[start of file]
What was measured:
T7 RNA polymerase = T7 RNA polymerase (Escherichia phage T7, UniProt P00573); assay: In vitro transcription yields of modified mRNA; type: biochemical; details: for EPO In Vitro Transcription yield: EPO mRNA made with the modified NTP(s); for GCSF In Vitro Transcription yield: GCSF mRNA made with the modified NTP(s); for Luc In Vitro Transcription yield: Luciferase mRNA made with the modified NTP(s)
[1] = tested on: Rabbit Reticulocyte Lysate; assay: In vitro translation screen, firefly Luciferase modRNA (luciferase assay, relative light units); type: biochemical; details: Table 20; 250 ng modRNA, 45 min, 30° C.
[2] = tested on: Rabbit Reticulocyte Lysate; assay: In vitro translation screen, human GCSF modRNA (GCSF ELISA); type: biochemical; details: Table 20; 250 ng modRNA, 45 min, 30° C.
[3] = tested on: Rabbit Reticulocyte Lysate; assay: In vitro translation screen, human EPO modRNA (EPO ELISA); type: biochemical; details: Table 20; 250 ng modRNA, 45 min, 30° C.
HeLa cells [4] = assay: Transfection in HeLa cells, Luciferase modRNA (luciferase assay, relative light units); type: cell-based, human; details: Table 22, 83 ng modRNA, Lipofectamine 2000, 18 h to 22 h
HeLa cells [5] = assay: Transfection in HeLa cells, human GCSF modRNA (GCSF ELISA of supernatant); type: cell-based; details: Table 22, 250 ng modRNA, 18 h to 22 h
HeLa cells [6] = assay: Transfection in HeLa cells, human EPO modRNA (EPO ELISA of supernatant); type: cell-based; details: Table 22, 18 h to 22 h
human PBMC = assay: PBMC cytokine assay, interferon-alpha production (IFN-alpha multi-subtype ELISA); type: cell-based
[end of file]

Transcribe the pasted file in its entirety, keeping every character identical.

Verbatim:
What was measured:
T7 RNA polymerase = T7 RNA polymerase (Escherichia phage T7, UniProt P00573); assay: In vitro transcription yields of modified mRNA; type: biochemical; details: for EPO In Vitro Transcription yield: EPO mRNA made with the modified NTP(s); for GCSF In Vitro Transcription yield: GCSF mRNA made with the modified NTP(s); for Luc In Vitro Transcription yield: Luciferase mRNA made with the modified NTP(s)
[1] = tested on: Rabbit Reticulocyte Lysate; assay: In vitro translation screen, firefly Luciferase modRNA (luciferase assay, relative light units); type: biochemical; details: Table 20; 250 ng modRNA, 45 min, 30° C.
[2] = tested on: Rabbit Reticulocyte Lysate; assay: In vitro translation screen, human GCSF modRNA (GCSF ELISA); type: biochemical; details: Table 20; 250 ng modRNA, 45 min, 30° C.
[3] = tested on: Rabbit Reticulocyte Lysate; assay: In vitro translation screen, human EPO modRNA (EPO ELISA); type: biochemical; details: Table 20; 250 ng modRNA, 45 min, 30° C.
HeLa cells [4] = assay: Transfection in HeLa cells, Luciferase modRNA (luciferase assay, relative light units); type: cell-based, human; details: Table 22, 83 ng modRNA, Lipofectamine 2000, 18 h to 22 h
HeLa cells [5] = assay: Transfection in HeLa cells, human GCSF modRNA (GCSF ELISA of supernatant); type: cell-based; details: Table 22, 250 ng modRNA, 18 h to 22 h
HeLa cells [6] = assay: Transfection in HeLa cells, human EPO modRNA (EPO ELISA of supernatant); type: cell-based; details: Table 22, 18 h to 22 h
human PBMC = assay: PBMC cytokine assay, interferon-alpha production (IFN-alpha multi-subtype ELISA); type: cell-based